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Infinitive / Gerund

Two questions on a related topic:

Nguyet from Vietnam.


I would like to know what is different between "start doing " and "start to do".

Ana Isabel Alcantara Martin


I was wondering if you could tell me why in these sentences after 'stop' there's an infinitive,
"After playing football for two hours he stopped to have lunch." Sometimes I can see this verb
with an infinitive and sometimes with a gerund.

Gareth Rees answers


Well Nguyet and Ana Isabel, thank you for your questions on similar topics. Both your
questions concern verb patterns, how we organise the words after a verb in order to make a
sentence. Sometimes we follow one verb with a second one. For example, "I want to play
tennis." The first verb is 'want', the second is 'play'. Another example, "I enjoy playing
tennis." The first verb is 'enjoy', the second is 'play'. However, this time we don't say 'to play',
we say 'playing'. This is what we call the gerund form of a verb, playing, starting.

Verb + to + infinitive, 'I want to play' - is a very common verb pattern. As is verb + gerund, 'I
enjoy playing'. But there are some things that you need to look out for.

Some verbs can only be followed by to + infinitive, for example the verb to want, "I want to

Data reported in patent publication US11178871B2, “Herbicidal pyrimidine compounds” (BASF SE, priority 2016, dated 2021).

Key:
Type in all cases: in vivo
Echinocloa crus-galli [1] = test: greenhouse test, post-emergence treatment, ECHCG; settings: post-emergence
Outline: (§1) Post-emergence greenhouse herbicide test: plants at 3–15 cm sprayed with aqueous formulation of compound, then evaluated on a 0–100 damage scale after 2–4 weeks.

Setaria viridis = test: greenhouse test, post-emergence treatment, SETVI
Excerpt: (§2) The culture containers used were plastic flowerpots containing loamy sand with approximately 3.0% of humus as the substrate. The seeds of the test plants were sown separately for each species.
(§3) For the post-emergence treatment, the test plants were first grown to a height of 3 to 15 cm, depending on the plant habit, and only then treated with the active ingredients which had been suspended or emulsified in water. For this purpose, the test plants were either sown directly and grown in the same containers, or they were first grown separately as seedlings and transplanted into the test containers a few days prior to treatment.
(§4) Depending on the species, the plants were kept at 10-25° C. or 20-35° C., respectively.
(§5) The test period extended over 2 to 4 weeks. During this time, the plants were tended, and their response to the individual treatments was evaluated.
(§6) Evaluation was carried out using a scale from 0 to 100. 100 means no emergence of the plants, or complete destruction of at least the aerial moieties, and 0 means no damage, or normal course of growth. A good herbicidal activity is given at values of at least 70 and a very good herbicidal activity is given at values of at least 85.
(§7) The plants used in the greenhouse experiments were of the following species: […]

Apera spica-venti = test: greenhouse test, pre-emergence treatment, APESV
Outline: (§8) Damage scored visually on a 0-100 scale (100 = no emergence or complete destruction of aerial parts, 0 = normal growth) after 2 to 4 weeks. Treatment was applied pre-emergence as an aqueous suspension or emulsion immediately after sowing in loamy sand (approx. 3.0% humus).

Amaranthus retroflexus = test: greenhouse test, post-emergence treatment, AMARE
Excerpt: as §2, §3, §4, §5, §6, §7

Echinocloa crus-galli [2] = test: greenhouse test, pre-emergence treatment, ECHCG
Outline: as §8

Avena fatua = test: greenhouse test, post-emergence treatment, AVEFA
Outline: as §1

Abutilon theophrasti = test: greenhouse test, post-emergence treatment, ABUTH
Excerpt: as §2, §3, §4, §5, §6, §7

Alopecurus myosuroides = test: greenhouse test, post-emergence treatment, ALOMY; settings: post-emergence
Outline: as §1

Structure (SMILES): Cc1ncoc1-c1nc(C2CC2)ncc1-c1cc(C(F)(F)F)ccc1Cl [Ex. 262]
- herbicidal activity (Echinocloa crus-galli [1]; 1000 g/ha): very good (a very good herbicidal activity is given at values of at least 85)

play tennis."

Some verbs can only be followed by the gerund, for example the verb to enjoy. "I enjoy
playing tennis."

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Some verbs can be followed by both with no difference in meaning. Some verbs can be
followed by both and there is a difference in meaning.

And Nguyet your question is about a verb which takes both patterns and there is no difference
in meaning. The verb 'start'. You can say 'start to do' and 'start doing', for example "Last year I
started learning Chinese" or, "Last year I started to learn Chinese." Both are correct and both
have the same meaning. Some native speakers may prefer one form over the other, but this
will be for regional or personal reasons.

Now, Ana Isabel your question was about the verb 'stop'. 'Stop' can be followed by to +
infinitive or the gerund but with this verb there is a difference in meaning. Let's look at an
example: "He stopped to have lunch" and "He stopped having lunch" are very different in
meaning.

He stopped having lunch means he did not continue to eat his lunch. He finished eating. "He
stopped having lunch because a friend was on the telephone."

"He stopped to have lunch" means he finished one thing in order to then have lunch. In Ana's
example, "After playing football for two hours he stopped to have lunch." First he was
playing football. Then he stopped that. Why? In order to have lunch.

So, I shall now stop to have a cup of tea. I hope the explanation helped. Don't stop writing to
the BBC!

Gareth Rees has been an English language teacher and teacher trainer for over 10 years. He
is currently a lecturer at London Metropolitan University and his first course book for
English Language learners is due to be published in 2007.

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